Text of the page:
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# jan-g/critical-code-approaches.py

Last active Jan 20, 2020
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 #!/usr/bin/env python3 # From the introduction, pp. 5-6. # Two approaches to generate anagrams. from collections import Counter from functools import cmp_to_key from math import log2, factorial from string import ascii_lowercase # not very internationally-minded, but it'll do for these purposes import random import statistics # because we'll be doing some # Pick some random string or other. s = ascii_lowercase[:8] # There are 40320 potential anagrams here def approach_1(s): s = list(s) for i in range(len(s)): j = random.randrange(len(s)) # This introduces bias s[i], s[j] = s[j], s[i] return "".join(s) def random_cmp(a, b): return 0.5 - random.random() def approach_2(s): return "".join(sorted(list(s), key=cmp_to_key(random_cmp))) def uniform(s): """A better (fsvo) way that should produce a uniform distribution""" s = list(s) random.shuffle(s) # A uniform shuffle; the implementation is *very* nearly the same as approach #1 return "".join(s) results = {alg: Counter() for alg in (approach_1, approach_2, uniform)} # Give it a million attempts for _ in range(1000000): for alg in results: results[alg][alg(s)] += 1 # Summarise results # How many different results did we get? print(len(s), "characters have a total potential anagram set of", factorial(len(s)), "; version one selects from a space of", len(s) ** len(s), "; approach 2 from a space of", 2 ** (len(s) * log2(len(s)))) for alg, r in results.items(): print(alg.__name__, "gives", len(r), "unique outputs after a million trials with a std dev of", statistics.stdev(r.values())) # Sample a uniform distribution and work out its std dev for comparison; it should come out close to the `uniform` approach. u = random.choices(range(40320), k=1000000) cu = Counter(u) print("uniform distribution over 40320 possible outcomes, 1000000 selections, gives ", statistics.stdev(cu.values()))
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 There's a simple counting argument here as to the bias in the two approaches. Both might be suitable for a follow-up question during an interview. For the first approach, we make `n` swaps, each picking a target from `n` elements. There are thus `n^n` potential paths through the algorithm. However, there are `n!` distinct outcomes. Because the former doesn't divide cleanly by the latter, the argument is that there *must* be some bias in the outcome. (This is evident even when we're producing anagrams of a simple string like "abc".) For the second approach, we rely on the fact that the sorting algorithm is likely to have been picked with a runtime of `n . log_2 n`. That is, that's the number of comparisons it'll make, give-or-take. Each time the sort algorithm makes a comparison, it'll perform one of two operations: swap, or don't swap. Thus, there are `2 ^ (n log_2 n)` potential paths through the algorithm - or again, `n^n`. However, sorting algorithms try hard to not make comparisons when they "know" what the result would be; thus, this approach produces a much stronger bias in the sampled outcomes. Indeed, some potential anagrams of eight characters don't show up at all during the sample run[*]. [*] Assuming the sort function isn't broken, all permutations *can* turn up - we'd just require far more runs before we expected to see the extreme cases. I guess you might also question whether the requirement for uniform distribution is desirable; at the other end of the spectrum, sorting all characters (or just returning the input string) may suffice. (If the requirement that the order of characters is different from the input, then of course there are some inputs for which that requirement is unsatisfiable.) There may be other versions of "better," for instance, producing letter-orderings which produce more challenging anagrams for a human solver. In typical i18n-blindness, all approaches here don't deal correctly with combining characters and other tricky unicode features. On the question of which of those approaches is "stronger": the first approach produces outputs which are closer to uniform. Additionally, it requires a far smaller change to bring its output to a strictly uniform distribution. The second approach may be "clever", but it's by no means clear that it could be adjusted, should uniformity of output be desired.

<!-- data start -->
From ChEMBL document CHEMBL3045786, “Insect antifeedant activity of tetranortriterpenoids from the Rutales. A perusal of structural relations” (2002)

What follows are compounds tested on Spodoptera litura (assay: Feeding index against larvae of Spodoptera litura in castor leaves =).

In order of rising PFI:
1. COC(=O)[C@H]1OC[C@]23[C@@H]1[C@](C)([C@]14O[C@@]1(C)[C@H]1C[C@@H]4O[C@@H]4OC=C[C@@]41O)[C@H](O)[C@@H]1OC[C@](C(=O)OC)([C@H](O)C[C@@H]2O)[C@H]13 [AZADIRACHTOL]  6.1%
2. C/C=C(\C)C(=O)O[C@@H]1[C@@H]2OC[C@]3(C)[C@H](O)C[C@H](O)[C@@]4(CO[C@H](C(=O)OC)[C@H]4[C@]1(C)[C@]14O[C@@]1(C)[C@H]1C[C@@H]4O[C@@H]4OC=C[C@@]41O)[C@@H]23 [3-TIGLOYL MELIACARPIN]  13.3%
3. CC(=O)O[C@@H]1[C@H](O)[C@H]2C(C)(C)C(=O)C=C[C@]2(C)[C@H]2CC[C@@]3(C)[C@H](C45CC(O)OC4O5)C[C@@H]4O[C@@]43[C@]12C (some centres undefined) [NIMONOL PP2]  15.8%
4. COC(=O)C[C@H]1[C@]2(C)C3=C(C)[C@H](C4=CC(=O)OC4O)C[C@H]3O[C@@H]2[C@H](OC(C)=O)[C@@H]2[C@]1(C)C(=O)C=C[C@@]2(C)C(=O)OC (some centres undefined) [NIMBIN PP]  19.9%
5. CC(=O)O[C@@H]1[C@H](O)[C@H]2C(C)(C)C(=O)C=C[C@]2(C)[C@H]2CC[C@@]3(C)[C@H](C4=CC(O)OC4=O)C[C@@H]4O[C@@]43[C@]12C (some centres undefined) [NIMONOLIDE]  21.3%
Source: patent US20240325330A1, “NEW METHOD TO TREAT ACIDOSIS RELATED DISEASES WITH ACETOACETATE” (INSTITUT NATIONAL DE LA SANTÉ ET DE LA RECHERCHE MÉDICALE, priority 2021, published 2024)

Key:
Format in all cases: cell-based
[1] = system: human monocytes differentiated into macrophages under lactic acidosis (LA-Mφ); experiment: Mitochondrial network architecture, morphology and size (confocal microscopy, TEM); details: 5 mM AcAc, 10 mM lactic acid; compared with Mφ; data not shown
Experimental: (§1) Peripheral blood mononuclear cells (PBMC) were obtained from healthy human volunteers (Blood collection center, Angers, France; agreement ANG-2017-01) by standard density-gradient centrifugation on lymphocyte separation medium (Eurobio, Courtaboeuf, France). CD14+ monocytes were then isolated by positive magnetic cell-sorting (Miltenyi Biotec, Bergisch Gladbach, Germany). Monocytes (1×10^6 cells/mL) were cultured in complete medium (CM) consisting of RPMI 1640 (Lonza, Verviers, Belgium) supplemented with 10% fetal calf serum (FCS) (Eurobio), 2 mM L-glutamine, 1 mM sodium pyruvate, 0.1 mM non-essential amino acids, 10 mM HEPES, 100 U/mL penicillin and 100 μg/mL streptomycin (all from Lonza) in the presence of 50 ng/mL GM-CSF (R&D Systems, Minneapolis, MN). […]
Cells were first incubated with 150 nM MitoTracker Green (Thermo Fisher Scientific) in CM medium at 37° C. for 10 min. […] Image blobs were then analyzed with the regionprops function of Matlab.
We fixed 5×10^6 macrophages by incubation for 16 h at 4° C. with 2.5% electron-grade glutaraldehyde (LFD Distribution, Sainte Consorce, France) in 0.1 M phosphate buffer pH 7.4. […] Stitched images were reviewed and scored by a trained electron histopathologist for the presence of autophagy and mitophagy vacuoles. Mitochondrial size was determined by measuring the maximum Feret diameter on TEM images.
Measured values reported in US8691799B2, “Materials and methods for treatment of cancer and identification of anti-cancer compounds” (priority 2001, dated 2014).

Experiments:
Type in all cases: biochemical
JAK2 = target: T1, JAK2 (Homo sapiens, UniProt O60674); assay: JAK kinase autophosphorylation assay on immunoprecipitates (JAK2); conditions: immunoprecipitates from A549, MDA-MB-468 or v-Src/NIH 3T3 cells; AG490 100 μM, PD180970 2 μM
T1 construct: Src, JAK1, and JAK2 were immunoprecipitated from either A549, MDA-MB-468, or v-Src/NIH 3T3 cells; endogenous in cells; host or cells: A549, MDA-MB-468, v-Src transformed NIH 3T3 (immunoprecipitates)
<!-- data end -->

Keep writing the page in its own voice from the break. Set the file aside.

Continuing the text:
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 # A sample run 8 characters have a total potential anagram set of 40320 ; version one selects from a space of 16777216 ; approach 2 from a space of 16777216.0 approach_1 gives 40320 unique outputs after a million trials with a std dev of 9.796132039833688 approach_2 gives 40205 unique outputs after a million trials with a std dev of 81.79639616460702 uniform gives 40320 unique outputs after a million trials with a std dev of 4.98372732942099 uniform distribution over 40320 possible outcomes, 1000000 selections, gives 4.997166037344494